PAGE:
Desensitization and Counterconditioning: Helping Your Dog with Fears

Learn some techniques for helping a dog with fears.

Counterconditioning is the process of helping a dog develop a positive association with a trigger instead of a negative one. Desensitization means exposing the dog to the trigger in small doses over time to help the dog get more used to it. The two techniques, when appropriately used together, can be quite useful in getting dogs over fear and anxiety.

Teach Your Dog a More Desirable Response to a Trigger

If your dog shows fear or anxiety to a stimulus, you can help her learn a different response. The best way to do that is to reward the behavior you want rather than punish the behavior you don't. Using punishment can make the behavior worse because your dog won't necessarily understand what you're punishing for. That can increase fear and anxiety rather than decreasing it.

Instead, use desensitization in conjunction with counterconditioning to get your dog to respond differently to the trigger and then reward your dog for that calm behavior.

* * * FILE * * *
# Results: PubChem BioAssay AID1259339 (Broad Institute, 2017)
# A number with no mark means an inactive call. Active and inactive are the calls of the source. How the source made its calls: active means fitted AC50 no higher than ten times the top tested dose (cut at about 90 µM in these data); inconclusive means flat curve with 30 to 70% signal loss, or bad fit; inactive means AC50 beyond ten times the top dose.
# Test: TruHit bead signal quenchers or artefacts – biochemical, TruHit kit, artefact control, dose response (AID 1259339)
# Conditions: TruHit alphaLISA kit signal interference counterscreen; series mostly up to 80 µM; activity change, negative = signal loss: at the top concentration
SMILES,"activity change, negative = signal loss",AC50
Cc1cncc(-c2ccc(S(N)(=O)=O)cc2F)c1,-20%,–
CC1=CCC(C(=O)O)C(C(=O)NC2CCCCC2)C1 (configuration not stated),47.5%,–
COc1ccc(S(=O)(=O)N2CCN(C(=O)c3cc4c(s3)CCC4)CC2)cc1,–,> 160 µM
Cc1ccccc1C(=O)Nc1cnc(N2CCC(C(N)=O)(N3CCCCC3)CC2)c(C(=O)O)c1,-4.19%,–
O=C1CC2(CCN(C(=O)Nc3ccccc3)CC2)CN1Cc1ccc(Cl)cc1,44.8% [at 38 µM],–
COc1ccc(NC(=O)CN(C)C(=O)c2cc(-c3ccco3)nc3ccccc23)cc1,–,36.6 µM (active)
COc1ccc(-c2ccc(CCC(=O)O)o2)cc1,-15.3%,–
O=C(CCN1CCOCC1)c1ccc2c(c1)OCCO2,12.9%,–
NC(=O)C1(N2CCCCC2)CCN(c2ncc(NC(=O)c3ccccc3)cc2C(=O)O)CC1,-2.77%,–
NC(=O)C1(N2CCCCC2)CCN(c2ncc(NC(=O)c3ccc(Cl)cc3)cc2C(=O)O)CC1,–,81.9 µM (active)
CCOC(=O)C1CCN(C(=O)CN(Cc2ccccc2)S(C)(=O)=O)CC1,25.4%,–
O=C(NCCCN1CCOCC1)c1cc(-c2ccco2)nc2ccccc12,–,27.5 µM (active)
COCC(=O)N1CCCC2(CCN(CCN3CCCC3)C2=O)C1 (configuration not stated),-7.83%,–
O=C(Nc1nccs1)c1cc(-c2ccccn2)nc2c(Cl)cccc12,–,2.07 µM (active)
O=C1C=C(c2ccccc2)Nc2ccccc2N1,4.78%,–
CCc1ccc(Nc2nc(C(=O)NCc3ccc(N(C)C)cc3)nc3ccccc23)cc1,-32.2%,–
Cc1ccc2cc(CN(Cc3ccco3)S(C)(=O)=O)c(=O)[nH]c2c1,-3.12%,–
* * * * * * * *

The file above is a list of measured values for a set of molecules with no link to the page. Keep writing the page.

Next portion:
Here is an example:

Say your dog is afraid of the vacuum. Here is how a desensitization and counterconditioning plan may look for you and your dog.

Over time, your dog will learn that it's more rewarding to react calmly to the vacuum cleaner than to act fearfully around it.

General Tips for Desensitization and Counterconditioning

Here are some things to keep in mind when you are planning a desensitization and counterconditioning treatment for your dog:

If your dog's fear reaction is aggressive, don't attempt a desensitization and counterconditioning program on your own. Consult your veterinarian or a veterinary behavior specialist.

Examples of When to Try Counterconditioning and Desensitization

Here are some examples of situations that may be improved by counterconditioning:

Additionally, the techniques can be used in situations where the dog is exhibiting overexcitement rather than fear, such as:

Any situation in which you would like your dog to react differently than she is to a particular stimulus, you can use the techniques. Start small/slow/low and reward for the behavior you want. Gradually, make the stimulus larger/faster/louder or introduce more significant distractions. Any time your dog stops focusing on the positive response and succumbs to the old behavior, back up to the previous step for a bit longer.

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